Assistant Professor of Gender and Women's Studies
Phone: (269) 387-2643
Mariam Konaté holds a "Licence Es Lettres" in English and "Maitrise Es Lettres" (African Literature) from the Université de Ouagadougou (Burkina Faso) as well as a M.A. and a Ph.D. in African-American Studies from Temple University in Philadephia. Dr. Konaté has both a keen interest and a strong background in the study of Francophone and Anglophone African literature and culture as well as in African-American history, literature, and culture. Her interest includes the examination of the changing images of women of African descent as reflected in the West (Europe, America) as well as in Africa in relation to historical, economic, political, and cultural circumstances.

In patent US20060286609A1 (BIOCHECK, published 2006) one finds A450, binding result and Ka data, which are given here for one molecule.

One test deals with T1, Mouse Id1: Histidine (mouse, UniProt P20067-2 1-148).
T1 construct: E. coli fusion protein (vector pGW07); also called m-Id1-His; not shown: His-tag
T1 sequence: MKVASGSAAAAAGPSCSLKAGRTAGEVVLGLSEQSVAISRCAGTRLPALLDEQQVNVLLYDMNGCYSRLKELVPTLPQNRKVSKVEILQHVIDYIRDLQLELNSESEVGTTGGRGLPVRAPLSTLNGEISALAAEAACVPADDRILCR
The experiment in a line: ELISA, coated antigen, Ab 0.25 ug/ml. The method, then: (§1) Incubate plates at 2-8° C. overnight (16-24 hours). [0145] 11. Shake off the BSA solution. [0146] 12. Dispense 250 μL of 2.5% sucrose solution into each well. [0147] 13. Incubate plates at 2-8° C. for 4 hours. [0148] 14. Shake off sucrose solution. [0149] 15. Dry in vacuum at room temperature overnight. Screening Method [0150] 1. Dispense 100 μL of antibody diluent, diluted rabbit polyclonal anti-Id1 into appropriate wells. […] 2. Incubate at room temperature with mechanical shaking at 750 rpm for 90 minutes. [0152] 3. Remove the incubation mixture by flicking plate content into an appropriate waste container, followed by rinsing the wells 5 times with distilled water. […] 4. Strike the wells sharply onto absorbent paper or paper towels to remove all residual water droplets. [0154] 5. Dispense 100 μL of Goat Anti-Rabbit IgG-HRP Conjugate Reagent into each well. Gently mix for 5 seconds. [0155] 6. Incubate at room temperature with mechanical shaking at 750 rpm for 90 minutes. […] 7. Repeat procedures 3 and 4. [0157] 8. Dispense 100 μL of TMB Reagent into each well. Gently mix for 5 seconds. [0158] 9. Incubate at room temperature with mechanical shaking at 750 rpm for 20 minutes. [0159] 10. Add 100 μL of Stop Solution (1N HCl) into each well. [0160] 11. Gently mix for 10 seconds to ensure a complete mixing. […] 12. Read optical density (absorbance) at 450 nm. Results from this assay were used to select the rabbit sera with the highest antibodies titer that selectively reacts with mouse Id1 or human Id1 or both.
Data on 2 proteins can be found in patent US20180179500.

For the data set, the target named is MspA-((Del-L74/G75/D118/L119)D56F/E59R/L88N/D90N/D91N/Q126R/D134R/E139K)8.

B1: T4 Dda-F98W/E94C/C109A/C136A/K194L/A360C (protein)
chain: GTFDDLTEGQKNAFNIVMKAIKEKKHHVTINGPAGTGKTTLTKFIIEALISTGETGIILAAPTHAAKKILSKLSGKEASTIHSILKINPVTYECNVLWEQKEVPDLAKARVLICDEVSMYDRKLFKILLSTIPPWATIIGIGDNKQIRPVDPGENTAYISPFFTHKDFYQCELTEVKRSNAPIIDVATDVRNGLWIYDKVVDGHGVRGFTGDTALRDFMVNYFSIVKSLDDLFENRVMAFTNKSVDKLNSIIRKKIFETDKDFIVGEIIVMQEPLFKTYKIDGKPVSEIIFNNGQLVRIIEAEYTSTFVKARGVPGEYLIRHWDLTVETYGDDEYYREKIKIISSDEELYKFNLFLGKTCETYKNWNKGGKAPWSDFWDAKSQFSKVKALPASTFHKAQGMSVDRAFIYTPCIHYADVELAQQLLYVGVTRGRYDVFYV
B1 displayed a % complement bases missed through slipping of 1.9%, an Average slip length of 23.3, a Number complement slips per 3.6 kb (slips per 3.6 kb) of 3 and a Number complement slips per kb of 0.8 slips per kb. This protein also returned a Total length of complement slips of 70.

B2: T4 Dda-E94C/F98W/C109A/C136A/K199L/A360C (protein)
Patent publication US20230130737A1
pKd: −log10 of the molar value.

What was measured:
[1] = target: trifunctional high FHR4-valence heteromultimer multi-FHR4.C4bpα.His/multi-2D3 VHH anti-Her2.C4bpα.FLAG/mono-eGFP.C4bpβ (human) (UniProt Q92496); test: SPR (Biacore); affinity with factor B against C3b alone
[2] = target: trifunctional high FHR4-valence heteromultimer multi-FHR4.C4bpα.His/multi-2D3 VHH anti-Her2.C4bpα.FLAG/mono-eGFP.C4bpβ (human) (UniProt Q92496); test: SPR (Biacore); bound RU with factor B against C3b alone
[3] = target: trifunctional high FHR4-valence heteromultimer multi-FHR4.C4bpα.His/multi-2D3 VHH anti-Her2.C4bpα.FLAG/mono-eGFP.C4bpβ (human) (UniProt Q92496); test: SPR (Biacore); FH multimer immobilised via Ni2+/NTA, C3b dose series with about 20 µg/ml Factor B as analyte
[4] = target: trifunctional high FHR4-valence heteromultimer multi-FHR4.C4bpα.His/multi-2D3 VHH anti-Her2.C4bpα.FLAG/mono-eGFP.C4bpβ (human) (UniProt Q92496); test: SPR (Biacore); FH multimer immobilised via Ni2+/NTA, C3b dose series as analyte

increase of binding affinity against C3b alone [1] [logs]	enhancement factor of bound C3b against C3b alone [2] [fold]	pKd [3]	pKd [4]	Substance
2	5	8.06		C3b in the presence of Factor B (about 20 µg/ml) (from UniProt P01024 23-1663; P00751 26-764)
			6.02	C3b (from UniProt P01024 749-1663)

Dr. Konaté especially stresses in her research Black women’s collective thought as a critical theory that reflects their efforts to escape from, survive in, and/or fight against intersecting oppressions of race, class, gender, sexuality, ethnicity, nation, and religion. Her article, "Wearing a Mask. Voluntary Depigmentation among Continental Africans: An Aesthetic Revolution or a Post-Colonial Traumatism?" specifically articulates that focus. This article, which was published in 2009 by Lagos Notes and Records, examines the psychological and socio-cultural motivations that lead Continental African women and an increasing number of men to use chemical products in order to whiten their skin. It also tries to establish a direct correlation between colonialism and the dramatic increase in skin bleaching as a social, cultural, and aesthetic trend in several African countries since the 1970s. Dr. Konaté is equally interested in the changing roles of African women who, through the interplay of gender, economics, and power are redefining themselves in America and in post-colonial African societies. Women’s empowerment through self-determination is ubiquitous in the writings of many contemporary African and African American women writers whose works Dr. Konaté teaches about in her courses. Her book, Heroism and the Supernatural in the African Epic, was published in June 2010 by Routledge. The book underscores the crucial role that women play in the hero’s life and rise to power as well as in his initiation to supernatural powers. Her article, "Heroism and the Supernatural in the African Epic: Toward a Critical Analysis," published in 2008 in the Journal of Black Studies, also emphasizes the above mentioned research interests.